It makes for a compelling argument for filibuster reform, at least on its face: 45 senators successfully blocked the will of 55 senators and, according to various polls, 90 percent of the American public.
"Unfortunately, the overwhelming majority of Senate Republicans ignored the voices of an overwhelming majority of Americans," Senate Majority Leader Harry Reid (D-NV) said Thursday morning. "Republicans defeated a common-sense proposal to expand background checks that has the support of 90 percent of Americans."
But look a little closer and it's apparent that Democratic leaders have no desire -- or much of an incentive -- to reignite the push for filibuster reform over the failed gun vote.
Firstly, the threats by Reid and Senate Majority Whip Dick Durbin (D-IL) to revisit the cause haven't been about Republican filibusters of legislation. Instead their multiple warnings over the last six weeks about revisiting reforms have been focused on GOP filibusters used to extract concessions or to block presidential nominees. Those include cabinet-level picks like Chuck Hagel, top judicial nominee Caitlin Halligan, and anyone to run the Consumer Financial Protection Bureau.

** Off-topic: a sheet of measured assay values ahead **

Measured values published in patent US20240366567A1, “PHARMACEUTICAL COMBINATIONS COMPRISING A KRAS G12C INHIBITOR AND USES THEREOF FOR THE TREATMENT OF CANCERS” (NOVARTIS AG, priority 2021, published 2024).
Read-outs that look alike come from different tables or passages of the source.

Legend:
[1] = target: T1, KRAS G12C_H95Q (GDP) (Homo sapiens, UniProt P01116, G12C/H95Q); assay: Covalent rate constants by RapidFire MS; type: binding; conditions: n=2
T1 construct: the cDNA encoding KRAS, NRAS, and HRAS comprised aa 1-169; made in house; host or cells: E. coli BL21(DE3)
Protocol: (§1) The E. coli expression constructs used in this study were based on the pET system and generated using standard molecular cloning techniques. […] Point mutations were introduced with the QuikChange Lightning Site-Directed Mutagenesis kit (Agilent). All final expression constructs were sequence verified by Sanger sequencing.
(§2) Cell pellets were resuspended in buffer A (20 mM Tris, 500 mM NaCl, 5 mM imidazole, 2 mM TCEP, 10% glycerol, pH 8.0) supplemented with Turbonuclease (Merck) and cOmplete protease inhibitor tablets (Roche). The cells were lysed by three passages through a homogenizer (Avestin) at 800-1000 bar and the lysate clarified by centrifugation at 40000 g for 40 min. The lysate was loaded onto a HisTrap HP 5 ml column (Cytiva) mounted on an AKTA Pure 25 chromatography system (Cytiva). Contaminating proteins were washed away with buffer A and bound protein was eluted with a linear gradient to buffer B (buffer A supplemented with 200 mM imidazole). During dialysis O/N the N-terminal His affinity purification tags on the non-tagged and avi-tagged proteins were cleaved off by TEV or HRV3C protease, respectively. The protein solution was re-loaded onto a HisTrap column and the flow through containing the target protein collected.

The issue of guns is also dangerous grounds for Democrats to fight for weakening the filibuster. As Wednesday's votes revealed, there's more Senate support for dramatically loosening than modestly tightening gun laws. A GOP amendment that would have made state-issued concealed carry permits valid in every other state received 57 votes, even though Sen. Chuck Schumer (D-NY) warned that it would "wreak havoc" on urban and suburban areas. Requiring a talking filibuster for all blockades would put the burden on Democratic leaders and their allies to thwart legislation like that.
Similarly, it remains unclear that Democrats have 51 votes to weaken the filibuster via the nuclear option, which they have the ability to invoke in the middle of the congressional session. The fragile emotions surrounding the issue for liberals make Democratic senators wary of sticking their necks out against it. But behind the scenes some fear that raising the cost of filibustering could come back to haunt them when Republicans retake the majority and seek to, say, gut abortion rights with 51 votes.